Sunday, September 15, 2013

{Crew Review} Trying to Answer the Age Old Question: “What Do You Want to be When You Grow Up?”

 

I’ve passed on my I-love-personal-inventories gene to my Ben. 

I realized it this summer when we had the opportunity to review a PeopleKeys career test called the DISC Career Style Report ($32, ages 13- adult).  “Ben, you are going to love this,” I said to him, “as long as it doesn’t tell you that you you would be good at anything.” 

Go with your first thought,”  I told him. “Don’t overthink your answers.” And, indeed, he did love taking the test. 

PeopleKeys uses the DISC personality profile to explain personality traits and give people insight into their abilities, interests and values. 

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You can learn about the Dominant, Influential, Steady, and Conscientious from the PeopleKeys website.

After taking a short DISC “Lite” assessment (approximately 15 questions), the  combination of DISC strengths reveals your workplace style.

How We Used This Product: This assessment, completed online, was very quick.  Within 15 minutes, Ben had completed his assessment and the results arrived in my mailbox.  I was able to click a link from which I printed his report (and thankfully enough, the link continues to work and I can re-open his report often.)

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Ben’s 8 page report consisted of the following:

  1. Cover page with his “style” indicated – pretty self explanatory
  2. Description: Understanding Your Style –  This is the meat of your assessment.  The test taker’s career style is explained in detail.  General Characteristics, Motivations, Idea Work Environments, and details about perceptions and strengths and weaknesses are explained.
  3. Workplace: Your Professional StyleThis section of the report focuses in more detail on the way the test taker’s style will fit within a work environment.
  4. Workplace: Tips For Your Professional Style –Here the test taker will read tips to help them work even better with people and in situations.  No matter where God places us, there is always room for personal improvement. 
  5. Career Match: Best Match & 6. Career Match: Close Match  - I’m not sure if Ben received ‘Best Match’ and ‘Close Match’ because he scored so closely on both the “S” and “I” profiles of the test, but he did seem more interested in the “S” career choices than the “I” ones.
  6. Scoring Data: graph page with a small DISC “Lite” graph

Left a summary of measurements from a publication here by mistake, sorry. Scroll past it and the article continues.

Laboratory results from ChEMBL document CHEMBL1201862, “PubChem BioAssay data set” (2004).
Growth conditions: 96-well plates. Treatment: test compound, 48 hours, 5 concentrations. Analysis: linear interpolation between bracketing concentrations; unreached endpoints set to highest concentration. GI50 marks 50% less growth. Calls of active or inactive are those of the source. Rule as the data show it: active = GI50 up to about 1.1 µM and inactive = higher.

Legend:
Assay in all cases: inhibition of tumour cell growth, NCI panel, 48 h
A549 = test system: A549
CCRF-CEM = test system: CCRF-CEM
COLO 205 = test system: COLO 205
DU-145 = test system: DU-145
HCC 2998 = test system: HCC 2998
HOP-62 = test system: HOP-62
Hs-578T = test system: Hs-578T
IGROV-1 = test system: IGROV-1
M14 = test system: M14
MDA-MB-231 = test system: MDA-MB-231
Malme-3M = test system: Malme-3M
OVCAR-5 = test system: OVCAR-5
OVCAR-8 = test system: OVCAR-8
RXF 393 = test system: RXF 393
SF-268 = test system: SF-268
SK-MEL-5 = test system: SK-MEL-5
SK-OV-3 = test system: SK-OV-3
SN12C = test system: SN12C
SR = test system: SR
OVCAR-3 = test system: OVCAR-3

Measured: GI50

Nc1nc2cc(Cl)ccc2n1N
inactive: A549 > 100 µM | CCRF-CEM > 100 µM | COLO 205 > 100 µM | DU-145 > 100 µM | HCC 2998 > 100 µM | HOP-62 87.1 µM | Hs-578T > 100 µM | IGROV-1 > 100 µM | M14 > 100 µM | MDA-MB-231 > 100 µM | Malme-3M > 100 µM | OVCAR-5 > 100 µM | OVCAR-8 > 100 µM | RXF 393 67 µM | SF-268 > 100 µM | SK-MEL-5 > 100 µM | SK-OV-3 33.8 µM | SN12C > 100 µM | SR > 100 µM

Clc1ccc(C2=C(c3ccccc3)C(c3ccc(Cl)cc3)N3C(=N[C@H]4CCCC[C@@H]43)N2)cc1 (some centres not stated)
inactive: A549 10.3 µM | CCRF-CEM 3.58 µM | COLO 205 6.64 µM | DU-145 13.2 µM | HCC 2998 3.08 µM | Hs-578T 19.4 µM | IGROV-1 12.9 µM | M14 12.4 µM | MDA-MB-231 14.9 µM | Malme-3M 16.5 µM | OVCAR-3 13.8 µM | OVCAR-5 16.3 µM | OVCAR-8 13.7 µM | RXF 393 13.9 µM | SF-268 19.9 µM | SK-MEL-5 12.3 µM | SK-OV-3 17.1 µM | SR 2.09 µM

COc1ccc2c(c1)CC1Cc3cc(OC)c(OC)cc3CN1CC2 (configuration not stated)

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    This is the graph from which the results are derived.  Unfortunately, all that was on this page was the graph – no explanation!
  7. Blank page

Ben was tickled pink to see so many of his most-desired future occupations on his Best Match list:

 

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You can see (if you enlarge the picture) that I encouraged him to find several occupations that he thought were awesome and several that he was curious about.  “What if I don’t know what the career is?”  He asked. 

Well, if it sounds interesting, mark it down as something to explore,” I encouraged him.

Our plan is to discuss these career possibilities in more depth this year and look at what the education and college requirements are for these careers (and others that Ben might discover has he is researching).

Our Experience Using the Test:  As much as I loved Ben having the opportunity to take the assessment, I have to admit to being somewhat disappointed with the results we received.  Ben’s report was only 8 pages long, and did not reflect the same types of pages that are shown as samples on the webpage for the DISC Career assessment.  I’m one who likes to understand a bit of the ‘why’ and ‘how’ behind results, and I really felt at a loss with how Ben’s career style was assessed.  The last page, the DISC ‘Lite’ assessment results, apparently provides the information from which his career style is derived.  However, there was no information within the report to understand the graph or it’s meaning.  

I did find that customer service was very responsive in directing me to online resources to help explain some of Ben’s results better.  For that I’m grateful.  However, I do think that sufficient information should be on the report so that a parent can read the report and help the student make sense of it all. 

I will say that when Ben and I read through his Advocate style, there were many things than rang true from Ben’s perspective and my own.  So in that sense, I think that the DISC assessment was quite accurate (it wasn’t perfect, of course, but I would not expect it to be).  I do this tool could be better if more thorough explanations were given (I can’t be the only person who likes to know all the ‘whys’ and ‘hows’…right?).

Crew Members had the opportunity to review many of PeopleKey’s products.  Click to read more reviews from the Schoolhouse Review Crew .

 

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 All prices are accurate as of blog posting.

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